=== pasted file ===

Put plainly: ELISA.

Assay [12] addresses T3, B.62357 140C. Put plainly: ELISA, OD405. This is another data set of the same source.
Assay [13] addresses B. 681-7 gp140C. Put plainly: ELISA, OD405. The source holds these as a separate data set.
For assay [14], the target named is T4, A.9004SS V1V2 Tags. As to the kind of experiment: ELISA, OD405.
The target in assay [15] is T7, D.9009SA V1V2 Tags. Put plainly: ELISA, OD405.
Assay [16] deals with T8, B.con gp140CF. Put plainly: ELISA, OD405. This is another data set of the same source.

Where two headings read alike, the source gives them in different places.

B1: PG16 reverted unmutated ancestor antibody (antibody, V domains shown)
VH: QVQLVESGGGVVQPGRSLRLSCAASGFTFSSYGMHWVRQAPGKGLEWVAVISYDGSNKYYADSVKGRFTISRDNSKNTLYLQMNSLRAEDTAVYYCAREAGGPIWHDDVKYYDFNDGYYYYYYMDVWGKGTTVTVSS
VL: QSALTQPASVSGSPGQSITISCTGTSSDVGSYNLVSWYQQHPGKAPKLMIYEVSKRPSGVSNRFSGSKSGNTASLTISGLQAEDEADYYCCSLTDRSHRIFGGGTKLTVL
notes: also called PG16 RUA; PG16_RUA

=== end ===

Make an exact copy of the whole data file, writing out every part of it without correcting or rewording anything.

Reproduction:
Put plainly: ELISA.

Assay [12] addresses T3, B.62357 140C. Put plainly: ELISA, OD405. This is another data set of the same source.
Assay [13] addresses B. 681-7 gp140C. Put plainly: ELISA, OD405. The source holds these as a separate data set.
For assay [14], the target named is T4, A.9004SS V1V2 Tags. As to the kind of experiment: ELISA, OD405.
The target in assay [15] is T7, D.9009SA V1V2 Tags. Put plainly: ELISA, OD405.
Assay [16] deals with T8, B.con gp140CF. Put plainly: ELISA, OD405. This is another data set of the same source.

Where two headings read alike, the source gives them in different places.

B1: PG16 reverted unmutated ancestor antibody (antibody, V domains shown)
VH: QVQLVESGGGVVQPGRSLRLSCAASGFTFSSYGMHWVRQAPGKGLEWVAVISYDGSNKYYADSVKGRFTISRDNSKNTLYLQMNSLRAEDTAVYYCAREAGGPIWHDDVKYYDFNDGYYYYYYMDVWGKGTTVTVSS
VL: QSALTQPASVSGSPGQSITISCTGTSSDVGSYNLVSWYQQHPGKAPKLMIYEVSKRPSGVSNRFSGSKSGNTASLTISGLQAEDEADYYCCSLTDRSHRIFGGGTKLTVL
notes: also called PG16 RUA; PG16_RUA